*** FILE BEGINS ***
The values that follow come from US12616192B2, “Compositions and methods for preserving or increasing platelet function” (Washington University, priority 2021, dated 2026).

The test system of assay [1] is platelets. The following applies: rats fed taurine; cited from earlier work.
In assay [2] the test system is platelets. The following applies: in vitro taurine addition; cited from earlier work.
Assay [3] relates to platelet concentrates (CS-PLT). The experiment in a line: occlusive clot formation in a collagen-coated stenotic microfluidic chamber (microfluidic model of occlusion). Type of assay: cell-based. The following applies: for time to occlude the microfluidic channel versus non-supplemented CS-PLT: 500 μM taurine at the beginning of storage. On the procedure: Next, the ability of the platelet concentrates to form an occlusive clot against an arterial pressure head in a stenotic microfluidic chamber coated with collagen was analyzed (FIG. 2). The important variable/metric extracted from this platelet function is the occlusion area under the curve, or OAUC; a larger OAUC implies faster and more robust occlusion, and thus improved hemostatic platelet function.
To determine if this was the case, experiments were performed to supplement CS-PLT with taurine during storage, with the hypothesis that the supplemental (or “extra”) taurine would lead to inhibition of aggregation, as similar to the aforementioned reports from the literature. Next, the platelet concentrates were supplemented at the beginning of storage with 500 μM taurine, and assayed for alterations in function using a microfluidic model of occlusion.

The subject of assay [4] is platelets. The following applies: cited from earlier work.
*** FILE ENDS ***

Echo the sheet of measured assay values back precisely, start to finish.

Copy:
The values that follow come from US12616192B2, “Compositions and methods for preserving or increasing platelet function” (Washington University, priority 2021, dated 2026).

The test system of assay [1] is platelets. The following applies: rats fed taurine; cited from earlier work.
In assay [2] the test system is platelets. The following applies: in vitro taurine addition; cited from earlier work.
Assay [3] relates to platelet concentrates (CS-PLT). The experiment in a line: occlusive clot formation in a collagen-coated stenotic microfluidic chamber (microfluidic model of occlusion). Type of assay: cell-based. The following applies: for time to occlude the microfluidic channel versus non-supplemented CS-PLT: 500 μM taurine at the beginning of storage. On the procedure: Next, the ability of the platelet concentrates to form an occlusive clot against an arterial pressure head in a stenotic microfluidic chamber coated with collagen was analyzed (FIG. 2). The important variable/metric extracted from this platelet function is the occlusion area under the curve, or OAUC; a larger OAUC implies faster and more robust occlusion, and thus improved hemostatic platelet function.
To determine if this was the case, experiments were performed to supplement CS-PLT with taurine during storage, with the hypothesis that the supplemental (or “extra”) taurine would lead to inhibition of aggregation, as similar to the aforementioned reports from the literature. Next, the platelet concentrates were supplemented at the beginning of storage with 500 μM taurine, and assayed for alterations in function using a microfluidic model of occlusion.

The subject of assay [4] is platelets. The following applies: cited from earlier work.